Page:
He lays out the threat, which is well known to those who have either been a consumer of porn or simply up-to-date on its spread in both width and depth. But he adds: “Perhaps worst of all, however, is the damage that pornography does to man’s ‘template’ for the supernatural. Our natural vision in this world is the model for supernatural vision in the next. Once we have distorted or damaged that template, how will we understand the reality?” Our supernatural sight is damaged by the misuse of our natural sight.


       Bishop Paul Loverde

He addresses his letter to all the people of his diocese and one wishes at least his Catholic children would read this important document; young, single, or married, priests and religious: “No person living in our culture can totally separate himself or herself from the scourge of pornography. All are affected to a greater or lesser extent, even those who do not directly participate in the use of pornography.”

I think of my daughters and wonder who among their playmates at their orthodox Catholic grade school come from a family with a hidden porn problem? I feel as if I would kill any person of any age who showed my daughters the vicious images now available with a few even errant keystrokes of an iPhone.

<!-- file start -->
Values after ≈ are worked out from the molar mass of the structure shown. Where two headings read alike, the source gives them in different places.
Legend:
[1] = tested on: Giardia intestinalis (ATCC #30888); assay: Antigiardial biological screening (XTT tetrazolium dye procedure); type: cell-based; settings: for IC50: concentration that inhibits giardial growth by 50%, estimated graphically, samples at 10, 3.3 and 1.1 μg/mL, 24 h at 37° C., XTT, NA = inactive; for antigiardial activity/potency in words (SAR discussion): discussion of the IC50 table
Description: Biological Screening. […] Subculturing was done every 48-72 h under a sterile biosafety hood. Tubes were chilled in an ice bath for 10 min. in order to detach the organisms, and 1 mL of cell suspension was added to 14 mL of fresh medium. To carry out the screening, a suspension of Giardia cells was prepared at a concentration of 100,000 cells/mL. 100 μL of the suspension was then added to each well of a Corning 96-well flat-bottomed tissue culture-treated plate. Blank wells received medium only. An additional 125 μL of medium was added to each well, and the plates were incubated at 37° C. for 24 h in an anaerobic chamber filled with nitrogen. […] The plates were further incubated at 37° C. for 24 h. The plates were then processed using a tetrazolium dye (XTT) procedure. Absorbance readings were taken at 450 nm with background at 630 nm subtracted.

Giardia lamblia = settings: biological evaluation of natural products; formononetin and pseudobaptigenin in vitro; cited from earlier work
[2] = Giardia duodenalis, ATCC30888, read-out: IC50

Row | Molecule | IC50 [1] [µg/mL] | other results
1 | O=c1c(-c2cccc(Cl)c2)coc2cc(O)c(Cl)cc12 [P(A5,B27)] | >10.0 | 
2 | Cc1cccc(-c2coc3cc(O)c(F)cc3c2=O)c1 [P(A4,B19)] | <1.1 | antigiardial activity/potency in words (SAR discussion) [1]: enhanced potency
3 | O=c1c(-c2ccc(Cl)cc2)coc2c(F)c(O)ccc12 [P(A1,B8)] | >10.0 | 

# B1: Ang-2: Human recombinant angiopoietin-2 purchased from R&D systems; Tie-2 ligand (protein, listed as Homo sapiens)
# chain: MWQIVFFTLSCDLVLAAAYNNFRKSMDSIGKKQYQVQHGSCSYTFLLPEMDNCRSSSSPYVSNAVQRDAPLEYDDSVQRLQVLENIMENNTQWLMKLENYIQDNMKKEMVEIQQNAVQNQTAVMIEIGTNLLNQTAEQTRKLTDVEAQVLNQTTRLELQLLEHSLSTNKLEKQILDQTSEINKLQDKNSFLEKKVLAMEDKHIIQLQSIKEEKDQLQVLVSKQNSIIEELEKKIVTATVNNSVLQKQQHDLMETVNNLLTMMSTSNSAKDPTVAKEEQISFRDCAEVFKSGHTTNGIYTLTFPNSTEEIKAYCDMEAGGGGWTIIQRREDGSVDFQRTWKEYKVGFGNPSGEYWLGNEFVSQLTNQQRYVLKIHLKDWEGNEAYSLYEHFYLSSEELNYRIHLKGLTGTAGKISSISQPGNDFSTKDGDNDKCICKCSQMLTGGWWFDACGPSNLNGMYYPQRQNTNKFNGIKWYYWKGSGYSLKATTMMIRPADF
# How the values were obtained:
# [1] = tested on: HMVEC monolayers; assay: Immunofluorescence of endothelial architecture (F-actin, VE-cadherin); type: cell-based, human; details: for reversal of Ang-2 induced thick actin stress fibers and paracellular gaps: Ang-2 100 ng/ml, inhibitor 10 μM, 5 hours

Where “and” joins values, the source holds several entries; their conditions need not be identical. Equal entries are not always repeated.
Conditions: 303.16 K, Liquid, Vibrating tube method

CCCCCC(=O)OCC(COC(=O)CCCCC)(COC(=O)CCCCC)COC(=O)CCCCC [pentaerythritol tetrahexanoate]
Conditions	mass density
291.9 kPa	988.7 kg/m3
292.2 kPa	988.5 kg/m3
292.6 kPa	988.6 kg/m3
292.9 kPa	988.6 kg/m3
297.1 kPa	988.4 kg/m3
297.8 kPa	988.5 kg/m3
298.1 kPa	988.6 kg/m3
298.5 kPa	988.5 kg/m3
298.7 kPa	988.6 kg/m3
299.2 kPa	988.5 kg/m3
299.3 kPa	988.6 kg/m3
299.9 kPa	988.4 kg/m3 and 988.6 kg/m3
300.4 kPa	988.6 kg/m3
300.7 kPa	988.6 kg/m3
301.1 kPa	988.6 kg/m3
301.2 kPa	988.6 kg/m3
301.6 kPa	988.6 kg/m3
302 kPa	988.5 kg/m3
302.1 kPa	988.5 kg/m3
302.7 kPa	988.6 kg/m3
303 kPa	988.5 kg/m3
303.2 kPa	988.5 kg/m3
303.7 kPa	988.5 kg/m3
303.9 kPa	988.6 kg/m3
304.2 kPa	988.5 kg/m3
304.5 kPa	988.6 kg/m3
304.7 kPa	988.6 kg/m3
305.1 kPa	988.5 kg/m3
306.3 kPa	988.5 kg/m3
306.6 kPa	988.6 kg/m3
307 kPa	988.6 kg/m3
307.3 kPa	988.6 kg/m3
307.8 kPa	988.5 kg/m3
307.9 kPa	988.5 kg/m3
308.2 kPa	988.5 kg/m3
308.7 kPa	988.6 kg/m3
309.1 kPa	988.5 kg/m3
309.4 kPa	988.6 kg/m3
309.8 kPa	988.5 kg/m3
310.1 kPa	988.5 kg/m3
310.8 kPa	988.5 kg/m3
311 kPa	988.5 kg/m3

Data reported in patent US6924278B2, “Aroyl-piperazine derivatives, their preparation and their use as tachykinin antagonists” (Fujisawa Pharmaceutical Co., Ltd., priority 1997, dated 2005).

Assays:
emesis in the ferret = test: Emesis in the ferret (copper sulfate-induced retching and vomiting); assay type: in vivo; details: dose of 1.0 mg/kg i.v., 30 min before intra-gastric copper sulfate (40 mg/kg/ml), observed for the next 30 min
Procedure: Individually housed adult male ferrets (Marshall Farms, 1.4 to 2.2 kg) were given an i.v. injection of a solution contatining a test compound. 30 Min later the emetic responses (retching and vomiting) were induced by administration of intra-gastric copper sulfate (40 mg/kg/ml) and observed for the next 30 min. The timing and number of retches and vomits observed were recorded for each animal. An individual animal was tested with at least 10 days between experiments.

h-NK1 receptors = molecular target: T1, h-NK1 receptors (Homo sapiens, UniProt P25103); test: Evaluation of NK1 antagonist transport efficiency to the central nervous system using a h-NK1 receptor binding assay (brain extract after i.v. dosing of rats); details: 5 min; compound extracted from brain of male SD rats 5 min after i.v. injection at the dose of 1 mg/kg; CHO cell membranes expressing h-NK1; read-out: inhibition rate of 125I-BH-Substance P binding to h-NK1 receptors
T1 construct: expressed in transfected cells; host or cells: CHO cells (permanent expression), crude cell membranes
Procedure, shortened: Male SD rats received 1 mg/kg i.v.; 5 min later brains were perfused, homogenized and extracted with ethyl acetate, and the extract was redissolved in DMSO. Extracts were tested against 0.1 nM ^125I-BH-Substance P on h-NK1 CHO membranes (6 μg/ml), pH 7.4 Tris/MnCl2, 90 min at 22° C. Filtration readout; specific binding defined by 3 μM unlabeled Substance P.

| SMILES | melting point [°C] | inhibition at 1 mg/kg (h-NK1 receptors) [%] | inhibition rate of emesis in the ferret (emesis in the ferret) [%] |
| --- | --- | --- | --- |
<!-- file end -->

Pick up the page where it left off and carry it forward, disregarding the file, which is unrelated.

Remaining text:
Bishop Loverde goes thoroughly through what he calls “Four False Arguments”; 1) no victims, 2) temperate porn use can be therapeutic, 3) porn is an aid in maturing, and 4) Christian opposition is based on hatred of the body.

Among the victims, Loverde points out, is the dignity of those “performing” in porn who are often the “needy” and the “vulnerable” including the “poor, the abused, and marginalized, even children” who are turned into mere commodities.  Porn use dehumanizes the viewer, and erodes the family. A father is supposed to protect his family but through porn allows what Loverde calls “ a snake” to slither in around his wife and children.

Bought with a Price is in its own way a remarkable teaching document from one of the great unsung bishops of our time. Other bishops tend to get more of the attention when, all the while, Paul Loverde does his best to maintain the orthodoxy and faith of those entrusted to him.

His eloquent plea deserves a wide readership and close study by men and especially their boys – those boys who will come knocking on my door one day looking for my daughters.

St. Joseph, pray for us.

 
Austin Ruse is the President of the New York and Washington, D.C.-based Catholic Family & Human Rights Institute (C-FAM), a research institute that focuses exclusively on international social policy. The opinions expressed here are Mr. Ruse’s alone and do not necessarily reflect the policies or positions of C-FAM.
 
 
The Catholic Thing is a forum for intelligent Catholic commentary. Opinions expressed by writers are solely their own.